Blog News

The Future of Radio

The UK’s first ever electronic music business conference – Brighton Music Conference – takes place on April 11 & 12. Mixcloud are excited to take part in BMC, and will be joining the panel The Role of Radio For Digital Music.

Ahead of that debate, we have interviewed four of the panelists taking part in that discussion – Huw Owen from BBC Radio 1’s Essential Mix, Daniel Nathan, CEO of Juice FM, Rashid Mustapha, Ofcom’s Senior Broadcast Specialist, and Mixcloud’s own Andreea Magdalina – to get their thoughts on where they see radio heading in the future.

Huw Owen, Producer, BBC Radio 1’s Essential Mix 


What do you think is the role of radio in today’s digital music world?

Radio is probably the most powerful music discovery tool out there. It has scale, authority, personality and authenticity. In fact as each new digital music service comes online, the need for trusted guides becomes more crucial. And that’s where I think stations like Radio 1 or Rinse FM, or DJs like Pete Tong or Annie Mac, come into their own.

What are the pros and cons of on-demand listening, from both a producer and listener perspective?

It is all pros as far as I can see. But the killer combination is on demand and live. In the case of the show that I produce, The Essential Mix, on demand listening is vital. Our show is on late at night in the UK and so giving listeners the ability to catch the show whenever is best for them is a great thing.

However, the fact that the show has a live slot is very important. It means every show is an event unto itself. You have to have the live ‘moment’ to create the excitement, and then offer the ability for people to catch up or catch again if they want.

How can radio adapt to work better in today’s on-demand environment?

Radio has to think about its shape and how it fits the online world. Traditionally radio shows are two or three hours long, which is perfect for radio listening, but not so great for online consumption when you are battling for attention in someone’s timeline.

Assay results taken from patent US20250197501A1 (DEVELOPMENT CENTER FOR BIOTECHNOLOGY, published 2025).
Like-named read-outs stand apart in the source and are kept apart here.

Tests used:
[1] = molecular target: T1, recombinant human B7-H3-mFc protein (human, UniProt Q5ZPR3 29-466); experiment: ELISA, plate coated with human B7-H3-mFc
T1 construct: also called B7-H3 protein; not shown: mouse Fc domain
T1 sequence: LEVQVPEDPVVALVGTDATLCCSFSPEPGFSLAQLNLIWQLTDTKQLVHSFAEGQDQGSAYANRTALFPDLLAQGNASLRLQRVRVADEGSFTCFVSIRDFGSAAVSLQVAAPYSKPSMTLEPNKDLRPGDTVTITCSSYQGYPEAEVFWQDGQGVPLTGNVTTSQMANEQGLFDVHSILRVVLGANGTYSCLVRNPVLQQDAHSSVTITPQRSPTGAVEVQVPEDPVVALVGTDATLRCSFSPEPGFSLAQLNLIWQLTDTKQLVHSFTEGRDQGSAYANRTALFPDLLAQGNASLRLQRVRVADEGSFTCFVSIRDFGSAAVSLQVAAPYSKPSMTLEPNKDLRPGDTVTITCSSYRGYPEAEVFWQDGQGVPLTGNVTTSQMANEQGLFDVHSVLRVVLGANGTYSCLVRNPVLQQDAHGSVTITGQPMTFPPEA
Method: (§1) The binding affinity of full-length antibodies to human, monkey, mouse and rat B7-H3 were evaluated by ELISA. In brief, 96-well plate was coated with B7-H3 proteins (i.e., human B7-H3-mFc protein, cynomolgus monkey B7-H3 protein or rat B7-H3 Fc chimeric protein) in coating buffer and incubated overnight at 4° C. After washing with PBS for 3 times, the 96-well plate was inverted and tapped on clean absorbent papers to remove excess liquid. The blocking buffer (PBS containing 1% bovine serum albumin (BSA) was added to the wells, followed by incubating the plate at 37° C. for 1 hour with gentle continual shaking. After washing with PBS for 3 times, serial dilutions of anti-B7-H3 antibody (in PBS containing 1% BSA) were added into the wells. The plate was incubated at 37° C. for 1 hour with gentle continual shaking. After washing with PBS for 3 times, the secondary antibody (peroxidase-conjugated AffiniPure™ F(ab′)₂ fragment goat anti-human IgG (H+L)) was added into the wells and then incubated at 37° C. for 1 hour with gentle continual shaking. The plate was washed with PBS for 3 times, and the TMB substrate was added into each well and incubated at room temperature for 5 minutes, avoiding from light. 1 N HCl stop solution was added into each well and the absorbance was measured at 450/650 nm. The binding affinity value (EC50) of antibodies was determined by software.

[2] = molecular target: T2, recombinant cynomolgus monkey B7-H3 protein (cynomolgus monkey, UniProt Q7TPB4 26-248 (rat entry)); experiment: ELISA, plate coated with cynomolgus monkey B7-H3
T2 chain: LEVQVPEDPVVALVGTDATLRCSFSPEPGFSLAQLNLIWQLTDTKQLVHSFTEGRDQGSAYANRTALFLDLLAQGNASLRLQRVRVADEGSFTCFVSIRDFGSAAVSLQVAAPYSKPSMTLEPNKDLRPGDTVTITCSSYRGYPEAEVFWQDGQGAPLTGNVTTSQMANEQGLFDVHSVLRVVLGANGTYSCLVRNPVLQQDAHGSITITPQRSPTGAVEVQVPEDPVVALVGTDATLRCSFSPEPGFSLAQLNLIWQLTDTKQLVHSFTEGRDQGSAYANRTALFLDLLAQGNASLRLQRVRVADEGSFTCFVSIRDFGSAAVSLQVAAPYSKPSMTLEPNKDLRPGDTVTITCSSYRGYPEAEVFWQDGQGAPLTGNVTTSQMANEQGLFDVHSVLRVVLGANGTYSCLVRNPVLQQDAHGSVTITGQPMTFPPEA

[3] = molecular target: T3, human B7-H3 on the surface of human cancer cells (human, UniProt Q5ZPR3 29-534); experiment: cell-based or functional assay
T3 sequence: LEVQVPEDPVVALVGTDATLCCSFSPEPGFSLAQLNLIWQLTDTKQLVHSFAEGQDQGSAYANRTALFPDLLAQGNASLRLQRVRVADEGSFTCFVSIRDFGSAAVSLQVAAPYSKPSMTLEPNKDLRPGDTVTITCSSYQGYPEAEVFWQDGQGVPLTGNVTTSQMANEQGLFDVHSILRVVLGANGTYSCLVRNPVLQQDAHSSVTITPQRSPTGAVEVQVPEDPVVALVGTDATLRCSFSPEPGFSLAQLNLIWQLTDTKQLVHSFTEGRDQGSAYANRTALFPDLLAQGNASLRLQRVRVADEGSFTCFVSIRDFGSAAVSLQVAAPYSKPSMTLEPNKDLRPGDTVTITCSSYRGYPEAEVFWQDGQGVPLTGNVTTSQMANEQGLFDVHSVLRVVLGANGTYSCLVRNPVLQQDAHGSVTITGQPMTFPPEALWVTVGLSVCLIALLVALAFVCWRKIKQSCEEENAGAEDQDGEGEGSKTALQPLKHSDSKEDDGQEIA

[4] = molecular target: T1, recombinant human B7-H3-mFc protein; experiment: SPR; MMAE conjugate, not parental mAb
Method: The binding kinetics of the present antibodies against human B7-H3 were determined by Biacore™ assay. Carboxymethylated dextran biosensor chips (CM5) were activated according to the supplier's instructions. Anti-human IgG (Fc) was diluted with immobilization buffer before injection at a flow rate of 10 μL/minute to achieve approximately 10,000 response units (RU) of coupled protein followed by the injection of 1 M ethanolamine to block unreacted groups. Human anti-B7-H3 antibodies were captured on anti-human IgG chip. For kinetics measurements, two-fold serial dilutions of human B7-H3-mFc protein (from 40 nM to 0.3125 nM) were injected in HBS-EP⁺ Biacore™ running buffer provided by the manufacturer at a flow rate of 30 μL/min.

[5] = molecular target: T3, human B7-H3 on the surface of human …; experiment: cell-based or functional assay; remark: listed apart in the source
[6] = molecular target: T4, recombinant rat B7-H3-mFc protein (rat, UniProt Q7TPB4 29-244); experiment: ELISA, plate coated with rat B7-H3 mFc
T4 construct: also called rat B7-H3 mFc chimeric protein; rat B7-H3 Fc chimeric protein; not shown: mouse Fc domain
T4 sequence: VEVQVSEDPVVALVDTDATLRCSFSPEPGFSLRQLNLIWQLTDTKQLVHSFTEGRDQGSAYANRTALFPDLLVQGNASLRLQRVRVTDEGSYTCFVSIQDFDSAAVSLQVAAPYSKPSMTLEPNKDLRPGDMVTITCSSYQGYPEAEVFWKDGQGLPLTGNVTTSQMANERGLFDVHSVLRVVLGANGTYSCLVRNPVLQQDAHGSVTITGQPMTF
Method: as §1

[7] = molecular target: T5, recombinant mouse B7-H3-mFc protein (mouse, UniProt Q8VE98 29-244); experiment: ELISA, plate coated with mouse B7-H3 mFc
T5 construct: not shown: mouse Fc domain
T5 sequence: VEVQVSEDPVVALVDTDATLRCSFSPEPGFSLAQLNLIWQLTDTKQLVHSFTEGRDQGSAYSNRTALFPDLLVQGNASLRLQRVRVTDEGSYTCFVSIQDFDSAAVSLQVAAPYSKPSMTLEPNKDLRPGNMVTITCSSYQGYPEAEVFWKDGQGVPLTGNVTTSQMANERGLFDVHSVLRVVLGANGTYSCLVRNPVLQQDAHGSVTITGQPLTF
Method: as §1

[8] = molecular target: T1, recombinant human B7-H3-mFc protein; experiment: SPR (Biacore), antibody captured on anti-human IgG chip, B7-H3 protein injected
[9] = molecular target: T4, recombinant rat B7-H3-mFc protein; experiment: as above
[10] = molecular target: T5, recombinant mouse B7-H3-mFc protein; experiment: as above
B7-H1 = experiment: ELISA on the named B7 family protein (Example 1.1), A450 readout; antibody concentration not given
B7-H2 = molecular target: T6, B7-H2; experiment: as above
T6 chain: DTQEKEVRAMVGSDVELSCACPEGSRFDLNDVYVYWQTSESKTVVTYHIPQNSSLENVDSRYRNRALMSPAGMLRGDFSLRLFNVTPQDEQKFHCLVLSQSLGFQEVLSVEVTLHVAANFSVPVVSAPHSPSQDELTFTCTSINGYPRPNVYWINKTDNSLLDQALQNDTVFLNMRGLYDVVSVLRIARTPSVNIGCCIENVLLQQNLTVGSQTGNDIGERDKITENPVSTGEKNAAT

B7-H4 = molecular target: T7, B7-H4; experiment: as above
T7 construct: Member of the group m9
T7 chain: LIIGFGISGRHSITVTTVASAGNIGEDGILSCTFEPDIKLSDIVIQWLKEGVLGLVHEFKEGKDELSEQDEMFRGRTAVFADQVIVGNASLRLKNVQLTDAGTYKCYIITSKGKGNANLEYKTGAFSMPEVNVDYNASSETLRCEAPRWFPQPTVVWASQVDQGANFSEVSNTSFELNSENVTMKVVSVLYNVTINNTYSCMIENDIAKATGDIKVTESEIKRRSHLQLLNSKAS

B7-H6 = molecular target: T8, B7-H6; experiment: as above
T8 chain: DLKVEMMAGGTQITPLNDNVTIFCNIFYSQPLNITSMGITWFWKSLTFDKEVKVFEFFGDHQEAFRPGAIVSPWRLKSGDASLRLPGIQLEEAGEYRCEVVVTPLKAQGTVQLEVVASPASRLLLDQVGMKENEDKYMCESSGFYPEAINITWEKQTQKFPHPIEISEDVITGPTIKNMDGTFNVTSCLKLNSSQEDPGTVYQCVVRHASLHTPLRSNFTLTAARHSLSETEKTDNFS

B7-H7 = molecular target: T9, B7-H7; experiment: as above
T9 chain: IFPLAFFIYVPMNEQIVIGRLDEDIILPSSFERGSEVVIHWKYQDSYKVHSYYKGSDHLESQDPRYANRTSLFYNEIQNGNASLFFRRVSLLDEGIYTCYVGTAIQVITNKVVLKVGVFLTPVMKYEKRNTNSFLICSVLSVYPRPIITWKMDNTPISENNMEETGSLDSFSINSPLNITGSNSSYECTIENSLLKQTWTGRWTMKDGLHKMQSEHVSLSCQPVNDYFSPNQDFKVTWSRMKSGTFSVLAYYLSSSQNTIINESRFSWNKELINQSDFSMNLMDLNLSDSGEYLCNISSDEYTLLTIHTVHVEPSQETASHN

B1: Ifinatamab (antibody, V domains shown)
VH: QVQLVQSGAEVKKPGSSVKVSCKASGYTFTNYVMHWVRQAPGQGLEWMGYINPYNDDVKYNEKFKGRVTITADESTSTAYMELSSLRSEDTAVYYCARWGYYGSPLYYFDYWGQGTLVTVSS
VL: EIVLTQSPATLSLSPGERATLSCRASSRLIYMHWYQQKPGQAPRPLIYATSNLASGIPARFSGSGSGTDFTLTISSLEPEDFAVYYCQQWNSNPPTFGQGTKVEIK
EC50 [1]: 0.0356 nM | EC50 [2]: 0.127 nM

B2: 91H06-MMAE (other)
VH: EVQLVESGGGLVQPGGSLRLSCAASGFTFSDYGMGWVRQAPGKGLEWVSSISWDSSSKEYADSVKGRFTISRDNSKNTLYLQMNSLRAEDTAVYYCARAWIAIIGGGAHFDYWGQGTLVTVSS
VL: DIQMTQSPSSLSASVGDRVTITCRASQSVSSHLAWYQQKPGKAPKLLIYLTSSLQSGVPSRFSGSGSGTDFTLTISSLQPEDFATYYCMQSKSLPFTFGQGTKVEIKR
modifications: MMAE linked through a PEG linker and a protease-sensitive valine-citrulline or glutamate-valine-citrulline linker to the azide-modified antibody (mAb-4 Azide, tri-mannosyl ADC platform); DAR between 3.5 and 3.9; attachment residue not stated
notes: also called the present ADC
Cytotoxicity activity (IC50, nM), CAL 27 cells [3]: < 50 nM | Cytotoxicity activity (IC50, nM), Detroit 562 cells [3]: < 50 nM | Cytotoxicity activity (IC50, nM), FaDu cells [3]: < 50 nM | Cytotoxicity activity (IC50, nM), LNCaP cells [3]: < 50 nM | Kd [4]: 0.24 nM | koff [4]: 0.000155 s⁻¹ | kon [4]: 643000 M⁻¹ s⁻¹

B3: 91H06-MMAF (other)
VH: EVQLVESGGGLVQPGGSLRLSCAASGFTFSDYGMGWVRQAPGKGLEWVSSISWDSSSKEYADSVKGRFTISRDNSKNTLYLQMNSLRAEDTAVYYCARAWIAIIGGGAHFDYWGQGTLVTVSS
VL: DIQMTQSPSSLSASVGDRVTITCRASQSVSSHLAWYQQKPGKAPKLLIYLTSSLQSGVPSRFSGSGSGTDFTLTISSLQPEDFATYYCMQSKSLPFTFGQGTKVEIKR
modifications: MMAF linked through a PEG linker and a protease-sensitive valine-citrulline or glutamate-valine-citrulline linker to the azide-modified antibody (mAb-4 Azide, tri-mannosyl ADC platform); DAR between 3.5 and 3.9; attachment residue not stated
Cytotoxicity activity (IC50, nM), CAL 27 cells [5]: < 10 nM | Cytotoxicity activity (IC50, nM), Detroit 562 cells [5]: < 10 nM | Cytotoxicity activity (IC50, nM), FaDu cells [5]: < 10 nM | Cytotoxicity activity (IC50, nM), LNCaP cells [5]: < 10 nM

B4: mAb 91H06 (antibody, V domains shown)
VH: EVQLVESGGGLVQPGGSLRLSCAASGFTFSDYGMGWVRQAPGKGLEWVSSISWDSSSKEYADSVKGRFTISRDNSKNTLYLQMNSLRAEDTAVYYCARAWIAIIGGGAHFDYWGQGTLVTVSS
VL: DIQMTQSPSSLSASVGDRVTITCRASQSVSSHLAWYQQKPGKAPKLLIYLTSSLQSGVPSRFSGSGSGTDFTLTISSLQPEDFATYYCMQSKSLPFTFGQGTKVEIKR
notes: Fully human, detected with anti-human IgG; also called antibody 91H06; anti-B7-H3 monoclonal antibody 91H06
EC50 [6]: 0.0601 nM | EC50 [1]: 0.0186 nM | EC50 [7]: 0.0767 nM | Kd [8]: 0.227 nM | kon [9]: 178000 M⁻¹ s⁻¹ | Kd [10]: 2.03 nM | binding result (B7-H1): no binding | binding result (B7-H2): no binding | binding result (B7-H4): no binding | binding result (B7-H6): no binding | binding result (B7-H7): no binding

One way to address that is by creating short elements & features within radio shows that listeners can take away with them, whether it is a live session, an interview, a clip of an exclusive, or a great bit of filmed content. BBC Playlister is another great way of making radio fit with today’s online music world.

Rashid Mustapha, Senior Broadcast Specialist, Ofcom

What do you think is the role of radio in today’s digital music world?

The term ‘radio’ is becoming quite ambiguous in our multi-platform era – it is no longer used just to describe communication by electromagnetic waves to a wireless set, but increasingly to describe any linear (real-time) audio programme.

The way we consume it is changing, as are our expectations as listeners. There is no equivalent platform that has such high (and increasing) availability, and is free from paying for a service to receive it.

Radio provides a tremendous amount of creative freedom at a relatively low
cost and reaches an average 90% of the total UK population every week.

It is clear that people want a way to be kept entertained and informed in an effortless way – unlike on-demand media which tends to be more ‘needy’. Of the 90%, the vast majority (83%) use radio primarily for music listening – that’s a pretty big role!